The Troy Street Observer

Not Your Everyday Jazz Club Lineup

On April 13, 1952, Storyville wound up what must have been one of the strangest weeks in its history: a triple bill, with John Carradine reciting Shakespeare, Johnny Windhurst playing New York Dixieland, and Sam Gary singing folk songs.

Photos of Carradine, Windhurst, Gary
Strange Bedfellows Dept: John Carradine, Johnny Windhurst, and Sam Gary

John Carradine was a towering presence on stage, performing the roles of Shakespearean heavies like Macbeth and Hamlet. His most famous film role was that of the preacher Casey in Grapes of Wrath, but the prolific actor is credited with well over 200 films. In the 1940s, he formed a touring theater company, and to keep it on the road, he took parts in B-movie horror films. His resume includes many forgettable films like Voodoo Man, Half Human, and Astro Zombies. Performing at Storyville was a far better way to raise funds. George Wein said he learned more about Shakespeare over one dinner with Carradine than he had in four years of college. Carradine didn’t read, he recited, and he apparently held the audience spellbound. Although he threw a scare into everybody by fainting on stage one night, the engagement was deemed a success and Wein invited Carradine back for a week in December.

Johnny Windhurst, a melodic trumpeter and cornetist out of the Bobby Hackett school, was a self-taught player who never learned to read. He arrived on the jazz scene at age 19 in 1945, in Boston, when Sidney Bechet picked Windhurst to replace Bunk Johnson at the Savoy. He stayed busy playing that mix of swing and trad dubbed New York Dixieland in clubs from Boston to Chicago, but by 1952 his career had already reached the almost-famous point that marked its peak.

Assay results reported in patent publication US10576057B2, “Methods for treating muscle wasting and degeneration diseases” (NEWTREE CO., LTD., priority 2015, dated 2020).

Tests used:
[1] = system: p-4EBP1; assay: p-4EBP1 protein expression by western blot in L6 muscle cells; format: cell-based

Wein might have been taking a risk by hiring Sam Gary. Advertisements did not use his last name, they just said “folk songs by Sam.” A longtime musical associate of Josh White, singer Gary was something of a political hot potato in those days of McCarthyism; never branded a Red, he was still sympathetic to leftist causes and had a history of activism, having taken part in the Songs for John Doe project with White and Pete Seeger in 1941. Wein, to his eternal credit, decided that Gary’s mix of blues and spirituals did not constitute a threat to democracy, and hired him as an opening act several times at Storyville.

What an unlikely trio, and what an unusual week.

Try as I might, I could not find Carradine reciting the Bard, but I did find Johnny Windhurst playing “Pennies from Heaven” in 1958. That’s Roland Hanna on the piano.



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